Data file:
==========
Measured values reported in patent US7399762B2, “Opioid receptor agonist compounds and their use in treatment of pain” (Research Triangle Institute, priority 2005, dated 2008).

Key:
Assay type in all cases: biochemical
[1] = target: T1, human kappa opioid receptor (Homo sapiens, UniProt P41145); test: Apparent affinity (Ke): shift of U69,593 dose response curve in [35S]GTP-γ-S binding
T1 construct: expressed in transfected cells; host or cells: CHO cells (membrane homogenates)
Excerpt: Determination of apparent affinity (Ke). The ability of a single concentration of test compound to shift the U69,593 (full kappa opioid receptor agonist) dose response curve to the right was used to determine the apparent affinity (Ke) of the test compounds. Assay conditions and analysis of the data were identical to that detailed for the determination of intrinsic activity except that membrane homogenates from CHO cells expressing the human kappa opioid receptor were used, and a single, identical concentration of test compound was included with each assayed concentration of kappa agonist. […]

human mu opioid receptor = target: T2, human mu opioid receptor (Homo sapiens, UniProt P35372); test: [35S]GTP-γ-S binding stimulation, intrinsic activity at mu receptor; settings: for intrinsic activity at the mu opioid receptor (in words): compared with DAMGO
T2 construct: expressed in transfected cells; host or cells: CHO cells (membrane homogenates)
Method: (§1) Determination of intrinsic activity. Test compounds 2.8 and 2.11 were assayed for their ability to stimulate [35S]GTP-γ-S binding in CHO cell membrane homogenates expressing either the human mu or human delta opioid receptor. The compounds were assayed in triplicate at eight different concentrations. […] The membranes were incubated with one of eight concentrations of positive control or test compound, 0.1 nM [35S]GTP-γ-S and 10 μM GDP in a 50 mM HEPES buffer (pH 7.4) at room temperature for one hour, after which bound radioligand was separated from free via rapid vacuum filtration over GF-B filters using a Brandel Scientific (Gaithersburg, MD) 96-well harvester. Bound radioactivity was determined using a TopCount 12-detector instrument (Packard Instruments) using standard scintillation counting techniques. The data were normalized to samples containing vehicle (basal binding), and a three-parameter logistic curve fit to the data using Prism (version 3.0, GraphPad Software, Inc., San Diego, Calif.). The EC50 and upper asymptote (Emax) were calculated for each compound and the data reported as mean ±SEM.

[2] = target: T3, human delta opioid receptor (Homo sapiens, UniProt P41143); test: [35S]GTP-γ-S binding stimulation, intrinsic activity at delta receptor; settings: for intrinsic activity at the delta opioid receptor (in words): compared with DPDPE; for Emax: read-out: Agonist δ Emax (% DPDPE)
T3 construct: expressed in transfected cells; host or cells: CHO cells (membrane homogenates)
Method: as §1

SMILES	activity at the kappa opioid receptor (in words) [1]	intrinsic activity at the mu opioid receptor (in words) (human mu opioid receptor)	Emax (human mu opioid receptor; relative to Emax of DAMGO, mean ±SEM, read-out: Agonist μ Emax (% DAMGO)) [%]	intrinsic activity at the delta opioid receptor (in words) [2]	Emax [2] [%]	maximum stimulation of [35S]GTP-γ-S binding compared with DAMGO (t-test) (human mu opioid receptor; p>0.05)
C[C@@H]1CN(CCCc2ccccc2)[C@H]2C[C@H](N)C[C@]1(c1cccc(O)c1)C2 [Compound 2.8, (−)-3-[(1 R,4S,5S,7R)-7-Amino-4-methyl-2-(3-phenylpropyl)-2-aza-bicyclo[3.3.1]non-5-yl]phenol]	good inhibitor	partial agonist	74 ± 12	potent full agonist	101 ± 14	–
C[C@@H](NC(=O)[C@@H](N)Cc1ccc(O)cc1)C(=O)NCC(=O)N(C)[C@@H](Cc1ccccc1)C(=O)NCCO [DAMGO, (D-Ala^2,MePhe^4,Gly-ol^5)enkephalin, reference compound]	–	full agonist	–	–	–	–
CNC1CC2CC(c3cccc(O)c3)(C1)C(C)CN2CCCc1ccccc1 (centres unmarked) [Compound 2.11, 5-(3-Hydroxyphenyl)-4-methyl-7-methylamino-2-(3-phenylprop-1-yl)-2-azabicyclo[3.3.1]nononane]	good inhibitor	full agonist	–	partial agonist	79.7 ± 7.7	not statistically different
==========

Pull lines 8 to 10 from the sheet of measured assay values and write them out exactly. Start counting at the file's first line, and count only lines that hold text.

T2 construct: expressed in transfected cells; host or cells: CHO cells (membrane homogenates)
Method: (§1) Determination of intrinsic activity. Test compounds 2.8 and 2.11 were assayed for their ability to stimulate [35S]GTP-γ-S binding in CHO cell membrane homogenates expressing either the human mu or human delta opioid receptor. The compounds were assayed in triplicate at eight different concentrations. […] The membranes were incubated with one of eight concentrations of positive control or test compound, 0.1 nM [35S]GTP-γ-S and 10 μM GDP in a 50 mM HEPES buffer (pH 7.4) at room temperature for one hour, after which bound radioligand was separated from free via rapid vacuum filtration over GF-B filters using a Brandel Scientific (Gaithersburg, MD) 96-well harvester. Bound radioactivity was determined using a TopCount 12-detector instrument (Packard Instruments) using standard scintillation counting techniques. The data were normalized to samples containing vehicle (basal binding), and a three-parameter logistic curve fit to the data using Prism (version 3.0, GraphPad Software, Inc., San Diego, Calif.). The EC50 and upper asymptote (Emax) were calculated for each compound and the data reported as mean ±SEM.

[2] = target: T3, human delta opioid receptor (Homo sapiens, UniProt P41143); test: [35S]GTP-γ-S binding stimulation, intrinsic activity at delta receptor; settings: for intrinsic activity at the delta opioid receptor (in words): compared with DPDPE; for Emax: read-out: Agonist δ Emax (% DPDPE)